Google Disables Xiaomi Integration After Nest Hub Picks Up Random Camera Feed

A user’s Google Nest Hub was showing images from a random camera feed instead of his own Xiaomi Mijia 1080p smart IP security camera.

MOUNTAIN VIEW, Calif. — It has been an extremely troubling week for smart home cameras.

Several weeks ago, a wave of Ring security camera hackings were reported, followed by Ring and Amazon getting slapped with a federal lawsuit.

Not long after Christmas, Wyze discovered that one of its employees inadvertently leaked the information of millions of its customers.

The latest conundrum involves Xiaomi and its Mijia 1080p smart IP security camera, specifically its integration with Google’s Nest Hub.

Reddit user Dio-V posted to the Google Home subreddit that when he uses his Nest Hub to view his camera feed, it instead displays stills of someone else’s security camera.

Dio-V provides a video of the action as well as numerous screenshots of images the Nest Hub pulls up, including a man sleeping in a chair and a baby in a crib.

Though there is always the chance this is a hoax, as it hasn’t been independently verified, Google is taking the claim seriously and has disabled its integrations with Xiaomi.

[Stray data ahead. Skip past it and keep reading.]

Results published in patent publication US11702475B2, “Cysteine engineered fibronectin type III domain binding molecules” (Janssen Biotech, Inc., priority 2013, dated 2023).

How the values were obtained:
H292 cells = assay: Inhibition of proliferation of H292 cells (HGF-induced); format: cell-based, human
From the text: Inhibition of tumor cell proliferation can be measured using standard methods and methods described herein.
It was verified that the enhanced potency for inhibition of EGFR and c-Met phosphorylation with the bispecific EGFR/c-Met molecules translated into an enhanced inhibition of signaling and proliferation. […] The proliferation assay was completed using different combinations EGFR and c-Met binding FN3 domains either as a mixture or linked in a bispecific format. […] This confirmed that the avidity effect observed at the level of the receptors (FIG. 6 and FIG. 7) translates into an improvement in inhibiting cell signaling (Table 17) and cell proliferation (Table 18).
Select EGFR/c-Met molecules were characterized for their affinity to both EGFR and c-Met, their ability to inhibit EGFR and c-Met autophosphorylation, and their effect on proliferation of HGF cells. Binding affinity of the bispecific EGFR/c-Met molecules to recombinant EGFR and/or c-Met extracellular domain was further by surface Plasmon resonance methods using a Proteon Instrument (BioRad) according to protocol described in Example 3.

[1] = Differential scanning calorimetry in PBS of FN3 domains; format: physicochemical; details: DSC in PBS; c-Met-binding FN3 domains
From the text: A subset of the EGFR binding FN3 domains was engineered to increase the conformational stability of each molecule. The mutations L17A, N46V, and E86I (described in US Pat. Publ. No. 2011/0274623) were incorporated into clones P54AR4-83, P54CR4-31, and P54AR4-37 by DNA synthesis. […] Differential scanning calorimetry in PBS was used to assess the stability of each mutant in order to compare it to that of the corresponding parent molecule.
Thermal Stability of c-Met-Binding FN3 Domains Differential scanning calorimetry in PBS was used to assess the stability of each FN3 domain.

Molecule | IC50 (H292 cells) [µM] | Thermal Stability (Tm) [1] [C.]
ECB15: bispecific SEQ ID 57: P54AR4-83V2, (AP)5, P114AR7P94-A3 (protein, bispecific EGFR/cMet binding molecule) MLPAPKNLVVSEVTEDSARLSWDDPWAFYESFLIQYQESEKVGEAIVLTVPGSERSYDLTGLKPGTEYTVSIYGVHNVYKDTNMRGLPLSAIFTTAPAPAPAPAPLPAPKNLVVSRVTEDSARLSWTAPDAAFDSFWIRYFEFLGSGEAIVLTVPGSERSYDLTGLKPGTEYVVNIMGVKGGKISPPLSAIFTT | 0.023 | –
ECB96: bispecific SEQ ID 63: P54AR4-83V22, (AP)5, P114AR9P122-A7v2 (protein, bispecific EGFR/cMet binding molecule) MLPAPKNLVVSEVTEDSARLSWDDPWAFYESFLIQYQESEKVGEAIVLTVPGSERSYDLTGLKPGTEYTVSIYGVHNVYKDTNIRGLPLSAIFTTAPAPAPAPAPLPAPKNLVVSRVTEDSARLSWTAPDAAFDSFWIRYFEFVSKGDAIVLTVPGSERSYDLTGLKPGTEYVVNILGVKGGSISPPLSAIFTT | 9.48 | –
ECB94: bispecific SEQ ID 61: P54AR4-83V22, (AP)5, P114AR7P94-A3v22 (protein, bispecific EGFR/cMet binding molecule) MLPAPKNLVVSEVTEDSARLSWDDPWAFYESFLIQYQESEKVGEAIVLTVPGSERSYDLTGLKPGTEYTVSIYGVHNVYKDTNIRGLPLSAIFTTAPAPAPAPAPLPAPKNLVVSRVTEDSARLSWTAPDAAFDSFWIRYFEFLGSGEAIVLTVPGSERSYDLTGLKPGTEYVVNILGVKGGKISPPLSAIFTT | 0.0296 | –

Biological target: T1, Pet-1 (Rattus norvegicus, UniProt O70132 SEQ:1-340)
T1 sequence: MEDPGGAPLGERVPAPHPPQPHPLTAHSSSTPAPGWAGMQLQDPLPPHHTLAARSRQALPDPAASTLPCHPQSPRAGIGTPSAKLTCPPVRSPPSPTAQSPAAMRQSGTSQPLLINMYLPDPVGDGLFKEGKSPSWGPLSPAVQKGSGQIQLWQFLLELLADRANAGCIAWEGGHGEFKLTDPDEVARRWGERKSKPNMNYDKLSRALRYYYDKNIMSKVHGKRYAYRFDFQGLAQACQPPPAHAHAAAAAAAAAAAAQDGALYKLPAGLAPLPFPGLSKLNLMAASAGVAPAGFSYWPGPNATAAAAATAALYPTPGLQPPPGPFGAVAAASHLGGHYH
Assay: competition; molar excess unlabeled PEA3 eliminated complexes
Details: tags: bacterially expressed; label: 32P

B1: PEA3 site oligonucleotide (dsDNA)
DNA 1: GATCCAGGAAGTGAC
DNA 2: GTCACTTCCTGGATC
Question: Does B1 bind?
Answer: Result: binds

Google provided Android Police with the following statement:

“We’re aware of the issue and are in contact with Xiaomi to work on a fix. In the meantime, we’re disabling Xiaomi integrations on our devices.”

Supposedly the issue has to do with a issue related to a cache update. A Xiaomi spokesperson told the Deccan Herald:

“Xiaomi has always prioritized our users’ privacy and information security. We are aware there was an issue of receiving stills while connecting Mi Home Security Camera Basic 1080p on Google Home hub. We apologize for the inconvenience this has caused to our users.

Our team has since acted immediately to solve the issue and it is now fixed. Upon investigation, we have found out the issue was caused by a cache update on December 26, 2019, which was designed to improve camera streaming quality. This has only happened in extremely rare conditions. In this case, it happened during the integration between Mi Home Security Camera Basic 1080p and the Google Home Hub with a display screen under poor network conditions.

We have also found 1044 users were with such integrations and only a few with extremely poor network conditions might be affected. This issue will not happen if the camera is linked to the Xiaomi’s Mi Home app.

Xiaomi has communicated and fixed this issue with Google, and has also suspended this service until the root cause has been completely solved, to ensure that such issues will not happen again.”

It looks like smart home cybersecurity is going to get off to a rocky start in 2020. Hopefully manufacturers will step up their efforts.

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About the Author


Steven A. Karantzoulidis is the Web Editor for Security Sales & Integration. He graduated from the University of Massachusetts Amherst with a degree in Communication and has a background in Film, A/V and Social Media.

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